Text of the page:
Cuba cholera outbreak contained so far: official
HAVANA, (Reuters) - A cholera outbreak in Cuba blamed for at least three deaths has been mostly contained so far to the eastern city of Manzanillo and surrounding towns, with just a few scattered cases confirmed elsewhere in the country, a public health official told Reuters yesterday.
The official, with daily access to information on efforts to control the outbreak, and who asked that her name not be used, said that along with the three confirmed deaths there were two suspected ones, all in the Manzanillo area.
There have been reports that at least 15 people had died and the illness had spread to other parts of Cuba, but she said that was not true.
Current cases of the disease may stem from someone travelling from Haiti, where there is a cholera epidemic, the official said.
““We have diagnosed one case in Havana, another in central Camaguey and a few others around the country, and all these people had been in the Manzanillo area,” she said, adding that other potential cases were under observation.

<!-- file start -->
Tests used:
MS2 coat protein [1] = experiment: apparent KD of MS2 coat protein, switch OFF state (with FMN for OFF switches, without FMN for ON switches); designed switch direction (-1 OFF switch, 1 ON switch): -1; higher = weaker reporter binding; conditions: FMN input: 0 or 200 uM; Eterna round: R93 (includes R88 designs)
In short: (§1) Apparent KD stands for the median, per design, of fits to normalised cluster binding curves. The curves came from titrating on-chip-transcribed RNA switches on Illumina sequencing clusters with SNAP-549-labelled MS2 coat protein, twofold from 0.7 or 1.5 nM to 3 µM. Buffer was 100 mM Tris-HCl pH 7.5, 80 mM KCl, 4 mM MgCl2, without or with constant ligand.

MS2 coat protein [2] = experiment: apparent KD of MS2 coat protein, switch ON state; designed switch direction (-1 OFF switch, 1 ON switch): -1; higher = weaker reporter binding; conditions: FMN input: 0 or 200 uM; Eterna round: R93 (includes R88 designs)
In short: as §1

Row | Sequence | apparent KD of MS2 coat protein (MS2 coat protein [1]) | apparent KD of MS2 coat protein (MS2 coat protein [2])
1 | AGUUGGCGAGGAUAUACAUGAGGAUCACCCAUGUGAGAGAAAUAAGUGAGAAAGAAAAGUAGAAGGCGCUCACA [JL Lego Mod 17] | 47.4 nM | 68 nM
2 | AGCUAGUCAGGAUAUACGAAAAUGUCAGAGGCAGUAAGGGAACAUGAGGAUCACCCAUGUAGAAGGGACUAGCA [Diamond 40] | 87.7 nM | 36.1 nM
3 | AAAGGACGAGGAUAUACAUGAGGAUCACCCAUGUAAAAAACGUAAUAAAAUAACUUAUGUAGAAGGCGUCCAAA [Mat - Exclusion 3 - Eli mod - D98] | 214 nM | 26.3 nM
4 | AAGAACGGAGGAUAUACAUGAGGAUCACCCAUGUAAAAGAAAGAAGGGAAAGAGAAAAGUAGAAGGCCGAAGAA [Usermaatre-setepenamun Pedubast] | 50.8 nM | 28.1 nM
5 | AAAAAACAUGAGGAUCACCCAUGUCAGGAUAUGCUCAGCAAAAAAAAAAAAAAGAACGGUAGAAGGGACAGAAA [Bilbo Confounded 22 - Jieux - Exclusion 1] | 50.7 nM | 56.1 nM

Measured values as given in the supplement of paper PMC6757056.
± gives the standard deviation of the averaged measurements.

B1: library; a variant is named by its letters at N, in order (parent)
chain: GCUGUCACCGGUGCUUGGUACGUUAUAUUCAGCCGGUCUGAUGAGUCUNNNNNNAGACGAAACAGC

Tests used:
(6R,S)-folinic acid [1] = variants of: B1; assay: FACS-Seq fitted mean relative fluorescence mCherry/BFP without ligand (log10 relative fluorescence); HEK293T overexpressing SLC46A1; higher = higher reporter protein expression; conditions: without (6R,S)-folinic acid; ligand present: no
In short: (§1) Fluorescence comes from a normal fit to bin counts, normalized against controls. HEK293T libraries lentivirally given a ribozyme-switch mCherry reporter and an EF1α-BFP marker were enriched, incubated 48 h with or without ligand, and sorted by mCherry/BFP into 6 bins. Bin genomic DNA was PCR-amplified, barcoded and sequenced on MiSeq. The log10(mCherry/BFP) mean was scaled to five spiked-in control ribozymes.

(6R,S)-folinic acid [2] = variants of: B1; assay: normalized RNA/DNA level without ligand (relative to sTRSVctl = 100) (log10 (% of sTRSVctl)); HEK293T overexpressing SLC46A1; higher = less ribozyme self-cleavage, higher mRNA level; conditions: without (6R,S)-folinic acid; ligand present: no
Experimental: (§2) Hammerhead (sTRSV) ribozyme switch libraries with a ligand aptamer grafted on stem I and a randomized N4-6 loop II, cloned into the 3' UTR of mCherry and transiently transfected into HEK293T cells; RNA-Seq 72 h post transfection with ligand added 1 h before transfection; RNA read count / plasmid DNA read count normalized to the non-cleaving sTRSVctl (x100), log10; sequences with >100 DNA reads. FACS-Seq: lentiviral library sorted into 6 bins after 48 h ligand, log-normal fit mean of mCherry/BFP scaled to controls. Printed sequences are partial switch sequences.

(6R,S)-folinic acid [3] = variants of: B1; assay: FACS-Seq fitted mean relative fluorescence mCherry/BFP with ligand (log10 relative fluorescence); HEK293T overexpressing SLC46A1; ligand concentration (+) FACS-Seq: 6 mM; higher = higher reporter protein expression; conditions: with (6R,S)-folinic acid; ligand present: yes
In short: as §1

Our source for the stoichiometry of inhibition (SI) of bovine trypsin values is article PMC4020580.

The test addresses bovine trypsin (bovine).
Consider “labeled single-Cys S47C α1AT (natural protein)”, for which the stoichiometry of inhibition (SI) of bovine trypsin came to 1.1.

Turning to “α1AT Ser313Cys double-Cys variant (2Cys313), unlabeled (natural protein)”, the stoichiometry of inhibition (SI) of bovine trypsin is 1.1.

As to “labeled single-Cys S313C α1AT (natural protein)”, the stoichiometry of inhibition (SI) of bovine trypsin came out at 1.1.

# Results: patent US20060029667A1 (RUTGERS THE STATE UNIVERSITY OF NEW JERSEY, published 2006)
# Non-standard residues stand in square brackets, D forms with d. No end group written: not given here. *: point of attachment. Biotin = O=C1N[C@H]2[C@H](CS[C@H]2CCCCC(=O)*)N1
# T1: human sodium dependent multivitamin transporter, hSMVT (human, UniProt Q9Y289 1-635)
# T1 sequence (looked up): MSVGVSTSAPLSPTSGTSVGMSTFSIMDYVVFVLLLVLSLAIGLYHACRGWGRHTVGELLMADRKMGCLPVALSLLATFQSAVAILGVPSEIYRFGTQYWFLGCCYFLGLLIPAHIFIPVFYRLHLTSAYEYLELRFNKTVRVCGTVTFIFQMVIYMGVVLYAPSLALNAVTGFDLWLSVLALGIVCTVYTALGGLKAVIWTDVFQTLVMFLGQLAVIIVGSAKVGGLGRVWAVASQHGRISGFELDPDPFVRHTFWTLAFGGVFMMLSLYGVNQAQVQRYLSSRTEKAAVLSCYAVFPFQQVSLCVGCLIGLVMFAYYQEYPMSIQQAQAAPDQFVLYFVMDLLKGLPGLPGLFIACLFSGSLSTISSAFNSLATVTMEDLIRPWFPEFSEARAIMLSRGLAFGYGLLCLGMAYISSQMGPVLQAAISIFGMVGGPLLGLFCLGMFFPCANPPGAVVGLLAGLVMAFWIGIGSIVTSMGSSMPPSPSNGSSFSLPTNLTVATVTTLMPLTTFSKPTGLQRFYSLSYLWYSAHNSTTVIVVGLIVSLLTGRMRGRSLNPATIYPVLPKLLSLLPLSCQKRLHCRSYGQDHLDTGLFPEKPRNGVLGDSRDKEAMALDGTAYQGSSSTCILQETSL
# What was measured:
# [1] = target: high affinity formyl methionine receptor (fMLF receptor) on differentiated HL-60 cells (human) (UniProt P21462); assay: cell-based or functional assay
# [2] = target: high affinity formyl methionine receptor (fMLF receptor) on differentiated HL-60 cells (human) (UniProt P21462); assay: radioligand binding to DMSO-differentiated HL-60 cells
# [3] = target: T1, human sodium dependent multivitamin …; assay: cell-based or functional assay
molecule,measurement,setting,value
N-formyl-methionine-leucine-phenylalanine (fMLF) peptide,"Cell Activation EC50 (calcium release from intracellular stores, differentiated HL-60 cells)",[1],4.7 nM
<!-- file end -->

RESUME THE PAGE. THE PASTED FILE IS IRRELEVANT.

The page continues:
Residents traveling by public transportation from Granma province, where Manzanillo is located, are being checked before departure and upon arrival at their destination, then followed by the country’s vast network of community-based doctors, the official explained.
Cholera is generally not fatal but can kill in just a few hours when diarrhea and vomiting cause dehydration, especially among the elderly.
The official said the illness runs its course within a week, making it relatively easy to track. She said the reports of inflated death tolls and a spreading outbreak may be a result of Cuba’s cautious approach to the situation.